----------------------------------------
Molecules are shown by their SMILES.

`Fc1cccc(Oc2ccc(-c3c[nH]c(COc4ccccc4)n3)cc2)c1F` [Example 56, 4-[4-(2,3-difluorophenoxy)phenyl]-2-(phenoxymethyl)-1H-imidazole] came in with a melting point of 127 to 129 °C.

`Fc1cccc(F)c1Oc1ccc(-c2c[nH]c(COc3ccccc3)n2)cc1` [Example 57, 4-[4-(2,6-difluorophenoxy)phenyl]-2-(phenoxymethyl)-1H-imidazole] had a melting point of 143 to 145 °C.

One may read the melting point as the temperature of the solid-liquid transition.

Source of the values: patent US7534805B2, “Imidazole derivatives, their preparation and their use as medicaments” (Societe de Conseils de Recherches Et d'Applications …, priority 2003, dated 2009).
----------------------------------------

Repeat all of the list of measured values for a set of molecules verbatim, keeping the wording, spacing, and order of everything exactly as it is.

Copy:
Molecules are shown by their SMILES.

`Fc1cccc(Oc2ccc(-c3c[nH]c(COc4ccccc4)n3)cc2)c1F` [Example 56, 4-[4-(2,3-difluorophenoxy)phenyl]-2-(phenoxymethyl)-1H-imidazole] came in with a melting point of 127 to 129 °C.

`Fc1cccc(F)c1Oc1ccc(-c2c[nH]c(COc3ccccc3)n2)cc1` [Example 57, 4-[4-(2,6-difluorophenoxy)phenyl]-2-(phenoxymethyl)-1H-imidazole] had a melting point of 143 to 145 °C.

One may read the melting point as the temperature of the solid-liquid transition.

Source of the values: patent US7534805B2, “Imidazole derivatives, their preparation and their use as medicaments” (Societe de Conseils de Recherches Et d'Applications …, priority 2003, dated 2009).